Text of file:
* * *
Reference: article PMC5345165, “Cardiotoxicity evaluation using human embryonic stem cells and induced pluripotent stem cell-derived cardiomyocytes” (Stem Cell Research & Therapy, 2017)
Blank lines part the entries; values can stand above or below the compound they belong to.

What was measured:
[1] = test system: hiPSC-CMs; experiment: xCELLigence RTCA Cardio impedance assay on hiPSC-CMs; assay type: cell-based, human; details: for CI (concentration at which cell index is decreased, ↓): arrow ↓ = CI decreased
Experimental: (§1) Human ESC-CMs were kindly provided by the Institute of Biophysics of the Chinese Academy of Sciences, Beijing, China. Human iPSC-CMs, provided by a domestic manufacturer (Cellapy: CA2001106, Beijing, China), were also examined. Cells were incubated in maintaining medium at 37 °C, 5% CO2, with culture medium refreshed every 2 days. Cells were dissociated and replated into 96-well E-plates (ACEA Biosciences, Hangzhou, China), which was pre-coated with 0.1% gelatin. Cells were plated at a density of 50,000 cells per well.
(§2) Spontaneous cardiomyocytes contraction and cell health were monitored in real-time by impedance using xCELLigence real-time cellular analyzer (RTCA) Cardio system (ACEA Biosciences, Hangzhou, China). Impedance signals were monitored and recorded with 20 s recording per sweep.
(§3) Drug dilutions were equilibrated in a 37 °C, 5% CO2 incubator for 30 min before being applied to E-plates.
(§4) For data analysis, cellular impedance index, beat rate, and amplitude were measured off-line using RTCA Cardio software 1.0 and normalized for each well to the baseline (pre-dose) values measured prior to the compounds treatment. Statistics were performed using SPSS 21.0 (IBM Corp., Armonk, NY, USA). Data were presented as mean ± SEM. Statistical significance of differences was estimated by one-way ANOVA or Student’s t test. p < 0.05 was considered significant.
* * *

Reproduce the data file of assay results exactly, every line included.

Reference: article PMC5345165, “Cardiotoxicity evaluation using human embryonic stem cells and induced pluripotent stem cell-derived cardiomyocytes” (Stem Cell Research & Therapy, 2017)
Blank lines part the entries; values can stand above or below the compound they belong to.

What was measured:
[1] = test system: hiPSC-CMs; experiment: xCELLigence RTCA Cardio impedance assay on hiPSC-CMs; assay type: cell-based, human; details: for CI (concentration at which cell index is decreased, ↓): arrow ↓ = CI decreased
Experimental: (§1) Human ESC-CMs were kindly provided by the Institute of Biophysics of the Chinese Academy of Sciences, Beijing, China. Human iPSC-CMs, provided by a domestic manufacturer (Cellapy: CA2001106, Beijing, China), were also examined. Cells were incubated in maintaining medium at 37 °C, 5% CO2, with culture medium refreshed every 2 days. Cells were dissociated and replated into 96-well E-plates (ACEA Biosciences, Hangzhou, China), which was pre-coated with 0.1% gelatin. Cells were plated at a density of 50,000 cells per well.
(§2) Spontaneous cardiomyocytes contraction and cell health were monitored in real-time by impedance using xCELLigence real-time cellular analyzer (RTCA) Cardio system (ACEA Biosciences, Hangzhou, China). Impedance signals were monitored and recorded with 20 s recording per sweep.
(§3) Drug dilutions were equilibrated in a 37 °C, 5% CO2 incubator for 30 min before being applied to E-plates.
(§4) For data analysis, cellular impedance index, beat rate, and amplitude were measured off-line using RTCA Cardio software 1.0 and normalized for each well to the baseline (pre-dose) values measured prior to the compounds treatment. Statistics were performed using SPSS 21.0 (IBM Corp., Armonk, NY, USA). Data were presented as mean ± SEM. Statistical significance of differences was estimated by one-way ANOVA or Student’s t test. p < 0.05 was considered significant.